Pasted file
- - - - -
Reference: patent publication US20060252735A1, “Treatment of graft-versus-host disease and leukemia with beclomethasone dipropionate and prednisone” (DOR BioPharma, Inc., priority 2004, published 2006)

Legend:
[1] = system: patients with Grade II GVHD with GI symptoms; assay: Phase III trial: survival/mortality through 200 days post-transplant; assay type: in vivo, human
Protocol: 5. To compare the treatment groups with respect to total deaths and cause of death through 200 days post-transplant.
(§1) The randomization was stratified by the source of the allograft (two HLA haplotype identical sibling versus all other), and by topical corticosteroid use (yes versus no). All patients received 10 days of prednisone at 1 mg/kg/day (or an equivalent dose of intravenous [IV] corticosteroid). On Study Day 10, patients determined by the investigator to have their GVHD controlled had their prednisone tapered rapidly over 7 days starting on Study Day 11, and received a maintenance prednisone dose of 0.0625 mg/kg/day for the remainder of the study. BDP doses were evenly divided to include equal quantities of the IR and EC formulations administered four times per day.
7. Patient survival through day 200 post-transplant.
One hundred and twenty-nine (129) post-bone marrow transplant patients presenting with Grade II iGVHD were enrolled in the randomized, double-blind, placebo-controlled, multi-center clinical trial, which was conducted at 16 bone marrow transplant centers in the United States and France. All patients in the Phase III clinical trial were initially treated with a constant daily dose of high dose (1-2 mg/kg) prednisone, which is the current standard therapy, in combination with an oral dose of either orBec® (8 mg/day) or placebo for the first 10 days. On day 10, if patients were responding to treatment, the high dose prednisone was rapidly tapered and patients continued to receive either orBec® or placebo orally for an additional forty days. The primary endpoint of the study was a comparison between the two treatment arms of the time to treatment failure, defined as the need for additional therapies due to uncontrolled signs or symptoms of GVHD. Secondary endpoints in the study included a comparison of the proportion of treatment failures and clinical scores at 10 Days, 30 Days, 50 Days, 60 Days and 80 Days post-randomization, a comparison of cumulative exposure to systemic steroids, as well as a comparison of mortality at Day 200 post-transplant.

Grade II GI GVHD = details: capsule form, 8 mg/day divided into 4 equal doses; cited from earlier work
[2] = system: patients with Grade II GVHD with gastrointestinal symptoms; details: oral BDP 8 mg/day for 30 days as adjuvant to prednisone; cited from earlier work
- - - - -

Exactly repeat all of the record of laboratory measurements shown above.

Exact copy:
Reference: patent publication US20060252735A1, “Treatment of graft-versus-host disease and leukemia with beclomethasone dipropionate and prednisone” (DOR BioPharma, Inc., priority 2004, published 2006)

Legend:
[1] = system: patients with Grade II GVHD with GI symptoms; assay: Phase III trial: survival/mortality through 200 days post-transplant; assay type: in vivo, human
Protocol: 5. To compare the treatment groups with respect to total deaths and cause of death through 200 days post-transplant.
(§1) The randomization was stratified by the source of the allograft (two HLA haplotype identical sibling versus all other), and by topical corticosteroid use (yes versus no). All patients received 10 days of prednisone at 1 mg/kg/day (or an equivalent dose of intravenous [IV] corticosteroid). On Study Day 10, patients determined by the investigator to have their GVHD controlled had their prednisone tapered rapidly over 7 days starting on Study Day 11, and received a maintenance prednisone dose of 0.0625 mg/kg/day for the remainder of the study. BDP doses were evenly divided to include equal quantities of the IR and EC formulations administered four times per day.
7. Patient survival through day 200 post-transplant.
One hundred and twenty-nine (129) post-bone marrow transplant patients presenting with Grade II iGVHD were enrolled in the randomized, double-blind, placebo-controlled, multi-center clinical trial, which was conducted at 16 bone marrow transplant centers in the United States and France. All patients in the Phase III clinical trial were initially treated with a constant daily dose of high dose (1-2 mg/kg) prednisone, which is the current standard therapy, in combination with an oral dose of either orBec® (8 mg/day) or placebo for the first 10 days. On day 10, if patients were responding to treatment, the high dose prednisone was rapidly tapered and patients continued to receive either orBec® or placebo orally for an additional forty days. The primary endpoint of the study was a comparison between the two treatment arms of the time to treatment failure, defined as the need for additional therapies due to uncontrolled signs or symptoms of GVHD. Secondary endpoints in the study included a comparison of the proportion of treatment failures and clinical scores at 10 Days, 30 Days, 50 Days, 60 Days and 80 Days post-randomization, a comparison of cumulative exposure to systemic steroids, as well as a comparison of mortality at Day 200 post-transplant.

Grade II GI GVHD = details: capsule form, 8 mg/day divided into 4 equal doses; cited from earlier work
[2] = system: patients with Grade II GVHD with gastrointestinal symptoms; details: oral BDP 8 mg/day for 30 days as adjuvant to prednisone; cited from earlier work